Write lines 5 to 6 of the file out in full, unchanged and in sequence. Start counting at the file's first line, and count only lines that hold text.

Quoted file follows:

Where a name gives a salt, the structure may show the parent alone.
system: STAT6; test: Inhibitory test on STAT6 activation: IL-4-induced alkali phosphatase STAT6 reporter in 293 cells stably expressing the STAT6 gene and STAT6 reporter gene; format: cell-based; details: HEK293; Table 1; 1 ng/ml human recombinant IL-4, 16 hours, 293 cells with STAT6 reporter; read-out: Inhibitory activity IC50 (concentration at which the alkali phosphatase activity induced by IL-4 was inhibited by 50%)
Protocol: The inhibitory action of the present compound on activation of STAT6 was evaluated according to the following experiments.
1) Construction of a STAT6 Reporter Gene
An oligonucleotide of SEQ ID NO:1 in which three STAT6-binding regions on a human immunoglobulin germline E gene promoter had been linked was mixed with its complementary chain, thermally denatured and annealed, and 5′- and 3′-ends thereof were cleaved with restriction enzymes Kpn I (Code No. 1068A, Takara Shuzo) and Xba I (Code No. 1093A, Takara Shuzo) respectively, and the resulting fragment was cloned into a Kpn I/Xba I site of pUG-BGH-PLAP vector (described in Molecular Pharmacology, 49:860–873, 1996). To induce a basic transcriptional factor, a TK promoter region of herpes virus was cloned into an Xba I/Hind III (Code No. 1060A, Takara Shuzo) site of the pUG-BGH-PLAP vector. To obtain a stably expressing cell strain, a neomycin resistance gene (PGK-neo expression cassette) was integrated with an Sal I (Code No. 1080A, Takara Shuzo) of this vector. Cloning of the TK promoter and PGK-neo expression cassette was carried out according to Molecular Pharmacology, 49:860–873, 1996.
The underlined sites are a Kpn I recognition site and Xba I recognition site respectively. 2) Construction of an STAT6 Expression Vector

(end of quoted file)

An oligonucleotide of SEQ ID NO:1 in which three STAT6-binding regions on a human immunoglobulin germline E gene promoter had been linked was mixed with its complementary chain, thermally denatured and annealed, and 5′- and 3′-ends thereof were cleaved with restriction enzymes Kpn I (Code No. 1068A, Takara Shuzo) and Xba I (Code No. 1093A, Takara Shuzo) respectively, and the resulting fragment was cloned into a Kpn I/Xba I site of pUG-BGH-PLAP vector (described in Molecular Pharmacology, 49:860–873, 1996). To induce a basic transcriptional factor, a TK promoter region of herpes virus was cloned into an Xba I/Hind III (Code No. 1060A, Takara Shuzo) site of the pUG-BGH-PLAP vector. To obtain a stably expressing cell strain, a neomycin resistance gene (PGK-neo expression cassette) was integrated with an Sal I (Code No. 1080A, Takara Shuzo) of this vector. Cloning of the TK promoter and PGK-neo expression cassette was carried out according to Molecular Pharmacology, 49:860–873, 1996.
The underlined sites are a Kpn I recognition site and Xba I recognition site respectively. 2) Construction of an STAT6 Expression Vector